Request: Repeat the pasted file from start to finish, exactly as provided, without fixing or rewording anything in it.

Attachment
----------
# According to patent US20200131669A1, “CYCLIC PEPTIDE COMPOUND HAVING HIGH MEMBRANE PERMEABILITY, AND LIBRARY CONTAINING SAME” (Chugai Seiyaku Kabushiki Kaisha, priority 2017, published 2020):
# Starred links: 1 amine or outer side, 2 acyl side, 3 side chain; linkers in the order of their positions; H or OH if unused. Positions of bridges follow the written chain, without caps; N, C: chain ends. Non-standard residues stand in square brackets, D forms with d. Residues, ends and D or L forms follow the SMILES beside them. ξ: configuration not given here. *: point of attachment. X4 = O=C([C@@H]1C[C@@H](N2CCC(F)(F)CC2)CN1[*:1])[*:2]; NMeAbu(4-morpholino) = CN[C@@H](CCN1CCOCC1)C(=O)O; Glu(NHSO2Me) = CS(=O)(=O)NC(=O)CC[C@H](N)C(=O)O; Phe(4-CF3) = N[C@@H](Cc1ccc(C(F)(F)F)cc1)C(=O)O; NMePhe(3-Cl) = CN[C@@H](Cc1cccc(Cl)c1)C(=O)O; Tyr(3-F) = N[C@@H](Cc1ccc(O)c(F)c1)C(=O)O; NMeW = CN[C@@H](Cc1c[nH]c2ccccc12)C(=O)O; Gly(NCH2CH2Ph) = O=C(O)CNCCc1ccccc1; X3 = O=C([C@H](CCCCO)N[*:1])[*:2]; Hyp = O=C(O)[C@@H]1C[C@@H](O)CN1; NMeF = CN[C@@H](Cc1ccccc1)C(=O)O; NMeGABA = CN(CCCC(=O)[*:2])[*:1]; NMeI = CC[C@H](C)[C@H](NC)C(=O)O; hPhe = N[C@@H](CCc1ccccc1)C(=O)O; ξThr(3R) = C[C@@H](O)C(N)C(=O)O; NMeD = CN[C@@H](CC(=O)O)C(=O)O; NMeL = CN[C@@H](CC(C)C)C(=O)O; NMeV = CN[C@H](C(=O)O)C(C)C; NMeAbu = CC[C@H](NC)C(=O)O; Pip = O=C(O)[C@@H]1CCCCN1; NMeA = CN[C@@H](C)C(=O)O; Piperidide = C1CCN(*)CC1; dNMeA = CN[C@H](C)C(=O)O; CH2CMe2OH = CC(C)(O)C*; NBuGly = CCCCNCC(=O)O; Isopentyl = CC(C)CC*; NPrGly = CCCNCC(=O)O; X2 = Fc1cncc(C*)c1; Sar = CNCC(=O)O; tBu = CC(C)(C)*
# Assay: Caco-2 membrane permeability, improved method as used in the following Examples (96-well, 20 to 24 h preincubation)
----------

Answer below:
# According to patent US20200131669A1, “CYCLIC PEPTIDE COMPOUND HAVING HIGH MEMBRANE PERMEABILITY, AND LIBRARY CONTAINING SAME” (Chugai Seiyaku Kabushiki Kaisha, priority 2017, published 2020):
# Starred links: 1 amine or outer side, 2 acyl side, 3 side chain; linkers in the order of their positions; H or OH if unused. Positions of bridges follow the written chain, without caps; N, C: chain ends. Non-standard residues stand in square brackets, D forms with d. Residues, ends and D or L forms follow the SMILES beside them. ξ: configuration not given here. *: point of attachment. X4 = O=C([C@@H]1C[C@@H](N2CCC(F)(F)CC2)CN1[*:1])[*:2]; NMeAbu(4-morpholino) = CN[C@@H](CCN1CCOCC1)C(=O)O; Glu(NHSO2Me) = CS(=O)(=O)NC(=O)CC[C@H](N)C(=O)O; Phe(4-CF3) = N[C@@H](Cc1ccc(C(F)(F)F)cc1)C(=O)O; NMePhe(3-Cl) = CN[C@@H](Cc1cccc(Cl)c1)C(=O)O; Tyr(3-F) = N[C@@H](Cc1ccc(O)c(F)c1)C(=O)O; NMeW = CN[C@@H](Cc1c[nH]c2ccccc12)C(=O)O; Gly(NCH2CH2Ph) = O=C(O)CNCCc1ccccc1; X3 = O=C([C@H](CCCCO)N[*:1])[*:2]; Hyp = O=C(O)[C@@H]1C[C@@H](O)CN1; NMeF = CN[C@@H](Cc1ccccc1)C(=O)O; NMeGABA = CN(CCCC(=O)[*:2])[*:1]; NMeI = CC[C@H](C)[C@H](NC)C(=O)O; hPhe = N[C@@H](CCc1ccccc1)C(=O)O; ξThr(3R) = C[C@@H](O)C(N)C(=O)O; NMeD = CN[C@@H](CC(=O)O)C(=O)O; NMeL = CN[C@@H](CC(C)C)C(=O)O; NMeV = CN[C@H](C(=O)O)C(C)C; NMeAbu = CC[C@H](NC)C(=O)O; Pip = O=C(O)[C@@H]1CCCCN1; NMeA = CN[C@@H](C)C(=O)O; Piperidide = C1CCN(*)CC1; dNMeA = CN[C@H](C)C(=O)O; CH2CMe2OH = CC(C)(O)C*; NBuGly = CCCCNCC(=O)O; Isopentyl = CC(C)CC*; NPrGly = CCCNCC(=O)O; X2 = Fc1cncc(C*)c1; Sar = CNCC(=O)O; tBu = CC(C)(C)*
# Assay: Caco-2 membrane permeability, improved method as used in the following Examples (96-well, 20 to 24 h preincubation)